The film’s irreverent plot and off-kilter humour come together to create a film that is genuinely sweet in its disregard for social norms. ‘Lesbian Space Alien’ focuses on the beauty of falling in love despite differing origin or appearance; socially awkward alien Zoinx happily begins a relationship with Jane, a warm-hearted shop employee who adapts quickly to Zoinx’s alternative habits. (The aliens do not kiss, rather, they touch each other’s noses. This quirk transforms from a sight gag into an adorable, if strange, romantic gesture.)
Overall, this indie rom-com is more than worth your time and money, especially considering the importance of supporting independent filmmaking. If you’re in the UK, the DVD is even available on Amazon for only £2.99 – go go go!
Better Than Chocolate (1999)
This gorgeous film gives us not one, but two sweet lesbian romance stories, along with some cute queer-feel-good-vibes and a poignant mother/daughter relationship. The first of these romances is Maggie, a closeted baby dyke, and Kim, a carefree butch with a talent for painting. When Maggie’s mother Lila moves in, however, Maggie must find a way to balance her new relationship with Lila’s controlling nature.
This new love is not all that populates Maggie’s life, however. She is active within the local LGBTQ women’s community; she works in a “book store” (read: explicit videos and manuals on lesbian S&M) and spends her evenings dancing in a gay bar. Her social landscape is populated largely of women much like herself: Frances, who owns the store and is in a one-woman fight with US customs; Carla, a bisexual woman who takes a shining to Maggie’s brother, and Judy, a trans lesbian and the dedicated mum of the group. Frances and Judy make up the second romance within the film – Frances has not had the best experience in her past relationships, and Judy’s own conflicts with transphobia hardly make the world an easy place for the pair. Still, ‘Better Than Chocolate’ keeps to its romcom roots, avoiding the lesbian tragedy trope and providing these lovable characters with the happiness they deserve by the end of the film.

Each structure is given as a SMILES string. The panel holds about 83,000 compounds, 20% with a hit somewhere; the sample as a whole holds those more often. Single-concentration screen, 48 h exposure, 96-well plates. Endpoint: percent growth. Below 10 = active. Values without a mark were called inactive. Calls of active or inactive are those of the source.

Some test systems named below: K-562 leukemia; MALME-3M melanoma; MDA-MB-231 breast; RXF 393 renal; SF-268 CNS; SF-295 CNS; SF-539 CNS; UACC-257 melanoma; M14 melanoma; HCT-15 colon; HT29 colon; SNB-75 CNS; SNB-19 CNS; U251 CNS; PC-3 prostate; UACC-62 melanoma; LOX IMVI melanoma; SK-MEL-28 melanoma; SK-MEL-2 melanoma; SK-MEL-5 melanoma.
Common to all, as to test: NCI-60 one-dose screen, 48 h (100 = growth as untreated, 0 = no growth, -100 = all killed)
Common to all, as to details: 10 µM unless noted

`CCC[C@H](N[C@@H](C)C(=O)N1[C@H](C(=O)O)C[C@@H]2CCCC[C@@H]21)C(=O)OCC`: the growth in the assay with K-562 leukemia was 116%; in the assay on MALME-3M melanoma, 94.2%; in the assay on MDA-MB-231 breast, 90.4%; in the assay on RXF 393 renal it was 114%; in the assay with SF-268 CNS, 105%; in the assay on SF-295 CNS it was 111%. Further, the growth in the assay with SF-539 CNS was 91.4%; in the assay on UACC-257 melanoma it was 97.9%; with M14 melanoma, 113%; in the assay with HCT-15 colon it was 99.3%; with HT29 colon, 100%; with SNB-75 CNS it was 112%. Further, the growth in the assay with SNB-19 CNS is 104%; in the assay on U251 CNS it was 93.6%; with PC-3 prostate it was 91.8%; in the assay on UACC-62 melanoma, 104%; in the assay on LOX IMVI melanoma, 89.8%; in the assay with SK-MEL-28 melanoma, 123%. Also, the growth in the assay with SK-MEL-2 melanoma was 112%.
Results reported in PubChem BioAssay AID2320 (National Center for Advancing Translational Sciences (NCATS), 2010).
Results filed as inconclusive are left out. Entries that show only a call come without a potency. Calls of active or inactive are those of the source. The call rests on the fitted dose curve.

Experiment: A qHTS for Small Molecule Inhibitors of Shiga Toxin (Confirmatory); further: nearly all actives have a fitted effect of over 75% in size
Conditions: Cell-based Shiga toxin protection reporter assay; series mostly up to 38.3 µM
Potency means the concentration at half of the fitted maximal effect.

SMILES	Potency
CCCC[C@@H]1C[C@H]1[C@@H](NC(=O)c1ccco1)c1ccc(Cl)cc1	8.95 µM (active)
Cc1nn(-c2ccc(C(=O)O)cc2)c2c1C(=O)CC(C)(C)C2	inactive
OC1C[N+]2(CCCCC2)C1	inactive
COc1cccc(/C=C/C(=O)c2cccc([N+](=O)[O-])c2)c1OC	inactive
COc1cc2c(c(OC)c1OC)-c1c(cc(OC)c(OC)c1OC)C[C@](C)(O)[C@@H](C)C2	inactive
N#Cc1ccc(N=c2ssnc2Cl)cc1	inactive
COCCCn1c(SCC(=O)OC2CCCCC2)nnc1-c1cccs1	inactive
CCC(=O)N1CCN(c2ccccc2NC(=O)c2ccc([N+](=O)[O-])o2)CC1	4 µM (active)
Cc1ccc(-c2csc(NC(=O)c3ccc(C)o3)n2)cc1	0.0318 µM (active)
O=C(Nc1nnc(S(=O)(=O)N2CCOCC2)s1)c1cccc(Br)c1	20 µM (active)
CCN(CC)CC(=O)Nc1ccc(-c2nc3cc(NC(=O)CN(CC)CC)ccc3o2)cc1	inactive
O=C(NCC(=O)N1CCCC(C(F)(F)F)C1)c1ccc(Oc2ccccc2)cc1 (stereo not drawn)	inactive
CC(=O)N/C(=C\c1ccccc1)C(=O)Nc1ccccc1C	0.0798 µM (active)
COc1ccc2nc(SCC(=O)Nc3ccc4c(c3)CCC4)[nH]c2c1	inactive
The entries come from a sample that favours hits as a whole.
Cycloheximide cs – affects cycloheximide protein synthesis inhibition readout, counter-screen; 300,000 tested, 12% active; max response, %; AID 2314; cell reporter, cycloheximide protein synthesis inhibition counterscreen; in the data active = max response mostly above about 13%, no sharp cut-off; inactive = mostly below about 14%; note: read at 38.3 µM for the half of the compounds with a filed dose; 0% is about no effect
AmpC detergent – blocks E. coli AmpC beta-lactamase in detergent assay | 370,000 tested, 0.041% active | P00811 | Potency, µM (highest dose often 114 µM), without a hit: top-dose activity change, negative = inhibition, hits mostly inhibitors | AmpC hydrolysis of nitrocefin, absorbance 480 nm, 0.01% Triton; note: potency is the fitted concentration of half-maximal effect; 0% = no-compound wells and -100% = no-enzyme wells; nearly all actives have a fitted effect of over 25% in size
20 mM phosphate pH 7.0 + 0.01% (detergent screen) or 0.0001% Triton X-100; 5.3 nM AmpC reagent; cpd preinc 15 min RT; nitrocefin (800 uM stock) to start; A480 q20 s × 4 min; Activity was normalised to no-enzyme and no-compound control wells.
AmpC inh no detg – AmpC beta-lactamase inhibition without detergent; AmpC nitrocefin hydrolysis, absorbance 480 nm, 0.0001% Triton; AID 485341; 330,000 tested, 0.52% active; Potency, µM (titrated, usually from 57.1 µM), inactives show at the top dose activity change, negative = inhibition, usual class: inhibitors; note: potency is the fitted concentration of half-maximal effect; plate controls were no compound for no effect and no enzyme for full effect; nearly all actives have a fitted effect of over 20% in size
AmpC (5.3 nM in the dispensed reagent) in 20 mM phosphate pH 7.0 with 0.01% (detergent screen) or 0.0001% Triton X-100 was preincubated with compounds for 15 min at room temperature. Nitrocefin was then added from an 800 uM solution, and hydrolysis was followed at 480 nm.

Thank you for reading and following us! If you have any more suggestions for lesbian rom-coms, send them over to @muchadocinema and if I get enough I’ll be sure to make a third part to this series. The world can never have enough gay rom-coms, after all!